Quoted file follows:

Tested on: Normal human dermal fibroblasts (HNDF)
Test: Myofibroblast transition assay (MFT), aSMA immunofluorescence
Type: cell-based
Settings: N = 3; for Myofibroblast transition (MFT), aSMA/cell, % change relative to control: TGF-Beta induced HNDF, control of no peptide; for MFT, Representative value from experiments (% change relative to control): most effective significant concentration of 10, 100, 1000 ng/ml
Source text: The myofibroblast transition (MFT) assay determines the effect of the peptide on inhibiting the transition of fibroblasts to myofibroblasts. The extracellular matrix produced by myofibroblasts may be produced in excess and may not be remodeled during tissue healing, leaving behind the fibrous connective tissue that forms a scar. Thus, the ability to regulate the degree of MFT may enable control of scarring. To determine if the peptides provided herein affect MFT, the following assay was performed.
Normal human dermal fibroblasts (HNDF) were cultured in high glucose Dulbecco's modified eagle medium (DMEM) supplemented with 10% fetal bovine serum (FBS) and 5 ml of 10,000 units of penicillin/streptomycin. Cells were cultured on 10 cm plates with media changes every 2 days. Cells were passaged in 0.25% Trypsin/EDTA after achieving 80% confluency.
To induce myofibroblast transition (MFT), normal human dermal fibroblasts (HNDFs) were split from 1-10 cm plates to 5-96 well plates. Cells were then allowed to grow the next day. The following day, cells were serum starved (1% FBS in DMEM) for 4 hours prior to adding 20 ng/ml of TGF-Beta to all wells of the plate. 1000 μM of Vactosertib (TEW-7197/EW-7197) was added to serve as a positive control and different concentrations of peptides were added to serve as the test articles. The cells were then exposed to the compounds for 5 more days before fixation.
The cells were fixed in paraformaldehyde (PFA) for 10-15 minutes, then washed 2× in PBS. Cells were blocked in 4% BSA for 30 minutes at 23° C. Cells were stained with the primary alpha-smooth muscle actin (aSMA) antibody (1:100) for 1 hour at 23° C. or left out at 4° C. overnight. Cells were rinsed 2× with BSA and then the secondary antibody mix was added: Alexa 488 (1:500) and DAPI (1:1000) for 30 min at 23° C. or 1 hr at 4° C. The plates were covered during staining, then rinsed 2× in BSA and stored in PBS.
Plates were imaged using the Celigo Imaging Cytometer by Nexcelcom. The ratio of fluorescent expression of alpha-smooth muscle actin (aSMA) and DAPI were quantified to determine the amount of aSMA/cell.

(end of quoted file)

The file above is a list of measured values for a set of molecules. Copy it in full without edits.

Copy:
Tested on: Normal human dermal fibroblasts (HNDF)
Test: Myofibroblast transition assay (MFT), aSMA immunofluorescence
Type: cell-based
Settings: N = 3; for Myofibroblast transition (MFT), aSMA/cell, % change relative to control: TGF-Beta induced HNDF, control of no peptide; for MFT, Representative value from experiments (% change relative to control): most effective significant concentration of 10, 100, 1000 ng/ml
Source text: The myofibroblast transition (MFT) assay determines the effect of the peptide on inhibiting the transition of fibroblasts to myofibroblasts. The extracellular matrix produced by myofibroblasts may be produced in excess and may not be remodeled during tissue healing, leaving behind the fibrous connective tissue that forms a scar. Thus, the ability to regulate the degree of MFT may enable control of scarring. To determine if the peptides provided herein affect MFT, the following assay was performed.
Normal human dermal fibroblasts (HNDF) were cultured in high glucose Dulbecco's modified eagle medium (DMEM) supplemented with 10% fetal bovine serum (FBS) and 5 ml of 10,000 units of penicillin/streptomycin. Cells were cultured on 10 cm plates with media changes every 2 days. Cells were passaged in 0.25% Trypsin/EDTA after achieving 80% confluency.
To induce myofibroblast transition (MFT), normal human dermal fibroblasts (HNDFs) were split from 1-10 cm plates to 5-96 well plates. Cells were then allowed to grow the next day. The following day, cells were serum starved (1% FBS in DMEM) for 4 hours prior to adding 20 ng/ml of TGF-Beta to all wells of the plate. 1000 μM of Vactosertib (TEW-7197/EW-7197) was added to serve as a positive control and different concentrations of peptides were added to serve as the test articles. The cells were then exposed to the compounds for 5 more days before fixation.
The cells were fixed in paraformaldehyde (PFA) for 10-15 minutes, then washed 2× in PBS. Cells were blocked in 4% BSA for 30 minutes at 23° C. Cells were stained with the primary alpha-smooth muscle actin (aSMA) antibody (1:100) for 1 hour at 23° C. or left out at 4° C. overnight. Cells were rinsed 2× with BSA and then the secondary antibody mix was added: Alexa 488 (1:500) and DAPI (1:1000) for 30 min at 23° C. or 1 hr at 4° C. The plates were covered during staining, then rinsed 2× in BSA and stored in PBS.
Plates were imaged using the Celigo Imaging Cytometer by Nexcelcom. The ratio of fluorescent expression of alpha-smooth muscle actin (aSMA) and DAPI were quantified to determine the amount of aSMA/cell.